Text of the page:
This Friday the Riverina LLS hosted a Lamb Post Mortem Workshop, in conjunction with Elders Wagga Wagga, where Dione shared with producers common causes of lamb mortalities and how they can identify what has happened to lambs so that they can make improvements for next year. Wow – what a week! 

This week also saw Dione present at NFF House, Canberra, to a Lunch ‘n’ Learn group about her experience as WoolProducers Youth Ambassador for 2018-19. This was the last of her commitments for this program, now it’s over to Woolly YFC Samantha Wan for the 2019-20 Youth Ambassador role! 

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Speaking of Sam… If you’re heading to Sheepvention in Hamilton, Victoria, this week keep your eyes peeled for Samantha Wan. Sam is presenting the Elders Southern Clip of the Year awards. Looking forward to hearing more about this Sam! 

We’re also staying tuned for news from YFC Steph Fowler who flew to Germany this week for the International Congress of Meat Science and Technology (ICoMST) which starts this Sunday. Steph is presenting three papers on the meat science research she has been doing at Department of Primary Industries, and Steph’s PhD student will be presenting another two papers. Break a leg, Steph! 

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Coming up this week in Sydney is the Royal Agricultural Society (RAS) of NSW’s leading  Agricultural and Agribusiness careers expo, AgVision2019.  YFC Lucy Collingridge and Dee George, and friend of the program and NFF 2030 Leader Aimee Snowdown are all heading AgVision’s way – say hi if you see them!

UNE YFC Becca George is gracing the RAS of NSW Facebook Page and website this week as one of the 2019 RAS Foundation Rural Scholarship winners. 22-year-old Becca is a fourth year Bachelor of Business/Bachelor of Agriculture UNE student in Arimdale, originally from the small central NSW town of Nevertire. The RAS Foundation Rural Scholarships support students from rural areas who have to relocate to study. Applications are now open for 2020 RAS Foundation Rural Scholarships: Apply here

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And did you catch Becca George’s photo on the Ten News Daily Bailey segment? Congrats Becca and we hope it’s pouring with rain out there soon.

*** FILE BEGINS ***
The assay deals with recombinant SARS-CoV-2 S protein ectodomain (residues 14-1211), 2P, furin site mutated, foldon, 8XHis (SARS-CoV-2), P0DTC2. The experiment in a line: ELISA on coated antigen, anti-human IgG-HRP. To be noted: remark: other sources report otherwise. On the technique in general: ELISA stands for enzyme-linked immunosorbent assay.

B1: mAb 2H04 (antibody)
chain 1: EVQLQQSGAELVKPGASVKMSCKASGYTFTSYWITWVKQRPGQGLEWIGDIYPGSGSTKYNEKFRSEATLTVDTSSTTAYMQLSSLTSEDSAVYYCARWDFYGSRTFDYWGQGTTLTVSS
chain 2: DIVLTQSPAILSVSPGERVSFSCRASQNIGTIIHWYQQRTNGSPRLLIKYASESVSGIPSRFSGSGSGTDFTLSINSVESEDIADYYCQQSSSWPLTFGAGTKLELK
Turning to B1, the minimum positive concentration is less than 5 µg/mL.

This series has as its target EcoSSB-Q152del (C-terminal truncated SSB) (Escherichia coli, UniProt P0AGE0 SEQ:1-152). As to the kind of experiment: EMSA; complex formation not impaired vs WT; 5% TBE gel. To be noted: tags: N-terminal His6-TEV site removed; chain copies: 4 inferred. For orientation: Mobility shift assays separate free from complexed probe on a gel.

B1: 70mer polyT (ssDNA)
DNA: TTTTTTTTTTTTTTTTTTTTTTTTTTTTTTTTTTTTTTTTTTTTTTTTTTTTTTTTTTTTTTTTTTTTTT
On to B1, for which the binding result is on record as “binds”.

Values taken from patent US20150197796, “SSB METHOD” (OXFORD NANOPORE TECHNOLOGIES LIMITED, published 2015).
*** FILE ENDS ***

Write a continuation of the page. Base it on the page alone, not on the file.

YFC and YVLT communication creative team volunteer extraordinaire Marlee Langfield was the face of the recent Rural Women’s Network Hidden Treasures Honour Roll campaign, which recognizes fabulous volunteering efforts of rural women. As a 2017 Hidden Treasures nominee, Marlee was asked to talk about why she loves being involved with her local community and how she hopes the Morongla Show will continue for another 100 years. “They came to the Country Women’s Association/Red Cross meeting to film, which meant they could see me in volunteer action,” Marlee says. Nominations for the 2019 Hidden Treasures Honour Roll have now closed. 

Prime Cuts 

Congratulations to Wool YFC Samantha Wan who has been selected as one of three finalists in the 2019 National Council of Wool Selling Brokers of Australia Wool Broker Award! Read all about it on Sheep Central here. Well done and good luck Sam! The prize sounds right up your alley… 

“The winner of the 2019 award will win an all-expenses paid trip to attend the 2020 Congress of the International Wool Textile Organisation in Tongxiang, China in May 2020. Arrangements will also be made for the 2020 award winner to visit the wool textile industry in China.

NCWSBA executive director Chris Wilcox said the winner will be announced at the AWIS Wool Week dinner in the evening of Thursday, 22 August.”

Double YFC whammy for the NSW Young Farmers – with two YFC elected at the recent Annual General Meeting. Mega congrats to Meg Rice who was re-elected as a NSW Young Farmer Councillor, and Martin Murray who was elected as NSW Young Farmer deputy chair and onto the grains committee. Well done Meg and Martin!

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Congratulations Meg Rice

Martin Murray

Congratulations to YFC Tim Eyes from The Food Farm: Central Coast Produce who last week won champion tree felling at the district fire brigade championships!

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And a huge warm welcome to the latest amazing talent to join the YFC team, Sally Downie. Sally has been awarded the 2019 Picture You in Agriculture Scholarship. Read Sally’s blog here to discover what makes her so incredible and a deserving winner of this scholarship. Sally’s heading to Beaudesert State School as part of the 2019 Archibull Prize and they’re already as excited as we are! 

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Archie Action 

2019 Archibull Prize school visits are well under way and this week YFC Lucy Collingridge visited Greystanes High School and St Johns Park High School, where she spoke with 50 secondary students. At Greystanes High School, Lucy met with a range of students from years 7-12 who elected to participate in The Archibull Prize this year with their art teacher. Here, Lucy skyped with YFC Emma Ayliffe to give the students an insight in to the cotton industry. At St Johns Park High School Lucy spoke with the year 9 elective arts class who are participating in The Archibull Prize with their art teacher. Lucy also had the pleasure of speaking with the year 10 elective agriculture class who joined the session.